they don't want to talk. There are some good primers to help you in
this area. NARTH has many good referral resources that can help.
Get professional advice prior to engaging your child about these
issues. Many NARTH-based therapists can guide parents to learning
more about what their child is facing and how they can respond.

Get peer support. Join or establish a support group for parents that
are in the same boat. Support from others can bring listening,
weeping, prayer - and most importantly, the acknowledgment that you
are not alone. Groups such as JONAH and PFOX can be helpful (See
resource listing below).

Be at peace with yourself. Forgive yourself and others for past
mistakes. Take care of yourself through good diet, sleep,
meditation, prayer or progressive relaxation.

Focus your energy on loving the child, being there, and being
sincere. Children can pick up on patronizing behavior. Keep your
emotions in check.

You might sense something's wrong, but don't know what to say. Tell
them that you sense some distance, that something may not be right
between you, and that you want to know what's wrong and that you
want to repair any brokenness that may be either real or perceived.
Listen unconditionally.

Get involved, place a warm hand on their shoulders, or give them a
hug. Tell them you love them. Remember, showing them love does not
condone their behavior.

Remember, they control their behavior - not you. This is one of the
hardest lessons for parents to learn.

Don't let your conversations be all negative. Never lecture. Avoid
legalism, by which I mean lecturing the child and telling him that
he is wrong and you are right. Talk about their strengths; emphasize
how we are all human.

Holidays can be difficult, especially if your child refuses to
participate. If this happens, don't forsake the holidays, but spend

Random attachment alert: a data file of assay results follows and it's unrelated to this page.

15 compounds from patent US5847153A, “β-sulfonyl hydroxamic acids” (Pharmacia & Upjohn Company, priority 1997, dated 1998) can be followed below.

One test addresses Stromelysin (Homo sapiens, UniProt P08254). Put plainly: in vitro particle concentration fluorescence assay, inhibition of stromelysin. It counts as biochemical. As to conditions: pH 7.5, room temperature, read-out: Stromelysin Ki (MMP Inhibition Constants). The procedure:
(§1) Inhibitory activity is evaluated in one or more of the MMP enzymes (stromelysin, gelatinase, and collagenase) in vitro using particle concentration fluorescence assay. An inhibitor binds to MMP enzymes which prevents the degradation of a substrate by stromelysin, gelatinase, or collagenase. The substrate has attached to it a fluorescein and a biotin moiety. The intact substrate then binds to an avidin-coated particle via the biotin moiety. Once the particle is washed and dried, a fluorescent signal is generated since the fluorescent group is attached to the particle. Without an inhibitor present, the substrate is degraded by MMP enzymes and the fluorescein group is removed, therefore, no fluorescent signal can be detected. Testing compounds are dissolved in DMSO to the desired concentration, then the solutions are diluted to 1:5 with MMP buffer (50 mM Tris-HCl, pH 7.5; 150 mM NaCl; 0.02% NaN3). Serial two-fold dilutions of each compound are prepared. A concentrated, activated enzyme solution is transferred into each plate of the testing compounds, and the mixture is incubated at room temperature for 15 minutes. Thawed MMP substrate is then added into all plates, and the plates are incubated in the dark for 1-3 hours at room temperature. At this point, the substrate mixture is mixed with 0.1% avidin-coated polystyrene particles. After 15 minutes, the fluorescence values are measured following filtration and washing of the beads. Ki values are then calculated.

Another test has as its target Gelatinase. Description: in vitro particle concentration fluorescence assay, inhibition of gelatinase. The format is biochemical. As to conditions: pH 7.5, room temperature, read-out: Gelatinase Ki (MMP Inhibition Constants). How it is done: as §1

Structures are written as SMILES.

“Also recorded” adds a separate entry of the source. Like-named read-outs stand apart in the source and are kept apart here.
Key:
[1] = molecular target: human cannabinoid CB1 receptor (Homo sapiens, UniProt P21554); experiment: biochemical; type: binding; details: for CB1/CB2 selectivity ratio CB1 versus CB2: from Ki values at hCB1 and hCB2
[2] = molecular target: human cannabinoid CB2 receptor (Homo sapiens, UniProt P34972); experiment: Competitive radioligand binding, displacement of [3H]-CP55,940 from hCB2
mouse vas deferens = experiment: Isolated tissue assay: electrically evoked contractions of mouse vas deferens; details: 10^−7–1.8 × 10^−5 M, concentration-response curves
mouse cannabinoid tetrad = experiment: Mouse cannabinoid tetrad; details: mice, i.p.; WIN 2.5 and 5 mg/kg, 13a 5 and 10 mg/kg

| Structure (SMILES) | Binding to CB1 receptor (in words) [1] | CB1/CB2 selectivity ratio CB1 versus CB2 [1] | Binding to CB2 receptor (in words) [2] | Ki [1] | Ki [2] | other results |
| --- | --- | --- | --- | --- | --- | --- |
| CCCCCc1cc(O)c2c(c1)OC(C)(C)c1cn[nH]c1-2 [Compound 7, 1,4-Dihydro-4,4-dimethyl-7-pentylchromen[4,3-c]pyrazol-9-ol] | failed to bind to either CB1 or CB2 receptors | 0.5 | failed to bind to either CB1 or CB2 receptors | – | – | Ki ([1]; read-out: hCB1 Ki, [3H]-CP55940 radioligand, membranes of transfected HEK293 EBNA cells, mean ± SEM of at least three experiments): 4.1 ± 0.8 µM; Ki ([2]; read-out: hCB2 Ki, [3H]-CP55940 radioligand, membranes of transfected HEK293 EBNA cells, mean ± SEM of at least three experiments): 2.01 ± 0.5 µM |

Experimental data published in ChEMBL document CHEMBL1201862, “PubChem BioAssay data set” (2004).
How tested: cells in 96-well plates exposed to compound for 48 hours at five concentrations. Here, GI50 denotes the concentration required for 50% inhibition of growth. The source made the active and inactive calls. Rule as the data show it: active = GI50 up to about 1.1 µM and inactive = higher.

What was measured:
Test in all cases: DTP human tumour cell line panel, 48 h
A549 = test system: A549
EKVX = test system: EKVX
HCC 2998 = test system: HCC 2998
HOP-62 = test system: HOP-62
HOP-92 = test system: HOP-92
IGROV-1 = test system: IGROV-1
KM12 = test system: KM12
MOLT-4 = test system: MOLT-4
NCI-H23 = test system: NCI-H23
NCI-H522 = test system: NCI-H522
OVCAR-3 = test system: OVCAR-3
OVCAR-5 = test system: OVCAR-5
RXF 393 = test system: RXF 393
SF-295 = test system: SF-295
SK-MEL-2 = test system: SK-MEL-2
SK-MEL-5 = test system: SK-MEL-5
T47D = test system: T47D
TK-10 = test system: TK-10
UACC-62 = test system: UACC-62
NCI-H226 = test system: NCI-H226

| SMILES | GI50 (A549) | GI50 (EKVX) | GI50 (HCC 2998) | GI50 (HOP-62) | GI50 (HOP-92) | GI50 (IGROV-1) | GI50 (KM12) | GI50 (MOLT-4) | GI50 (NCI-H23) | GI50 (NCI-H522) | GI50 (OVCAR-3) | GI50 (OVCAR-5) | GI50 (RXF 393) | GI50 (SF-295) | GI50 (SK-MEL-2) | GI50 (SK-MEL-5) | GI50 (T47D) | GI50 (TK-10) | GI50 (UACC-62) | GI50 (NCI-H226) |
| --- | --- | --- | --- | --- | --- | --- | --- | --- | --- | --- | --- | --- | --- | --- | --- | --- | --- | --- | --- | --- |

them as they are intended. Do this for yourself and for your beliefs
and peace.

Learn to let go of any guilt. Once you have done your part, allow
them the opportunity to come through. Letting go means letting
something that is greater and higher than you take control of the
situation. The first step in recovery is to accept that we
are "powerless." Another step is changing what we can change, and
accepting what we can't.

A child who decides to be freed from homosexuality must be assured
that help is available. A NARTH-based therapist can help. Some
individuals benefit from self-help ex-gay groups which can be
secular or of various religious denominations. Remember, they must
want the change; you cannot superimpose it on to them. Be patient,
change takes a lot of time. Conjoint therapy may be helpful to
assist with family reconstruction when the timing is right.
Individual work for the parent and for the child is important since
the dynamics are different. Workshops, psychodrama, Gestalt-based
therapies, experiential weekends dealing with deepening gender
identity such as Journey into Manhood, New Warriors, Woman Within
International can be helpful. Love, Sex & Intimacy Seminars given by
the International Healing Foundation (IHF) offer deep inner child
work (re-parenting) and are very helpful in the healing grief and
shame issues. IHF also has a 21-Step treatment plan for parents who
have children dealing with same-sex attraction.

And finally, never give up your belief that change and freedom is
possible - It is!

*In this paper "gay" refers to human beings of either gender. I have
chosen to do this for grammatical consistency.

** "He" "his" or "him" used in this article refers to human beings
of either gender. I have chosen to do this for grammatical
consistency.

Resources:

For Parents:
PFOX: www.pfox.org
JONAH: www.jonahweb.org (for Jewish families)

For men:
Journey into Manhood: www.peoplecanchange.com
New Warriors: www.mkp.org

For Women:
Women Within International: www.womanwithin.org

Referrals for other resources or therapists in your local area,
please contact NARTH at www.narth.com

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Jim Phelan is a Licensed Clinical Social Worker as well as a
Certified Addictions Counselor.

Copyright NARTH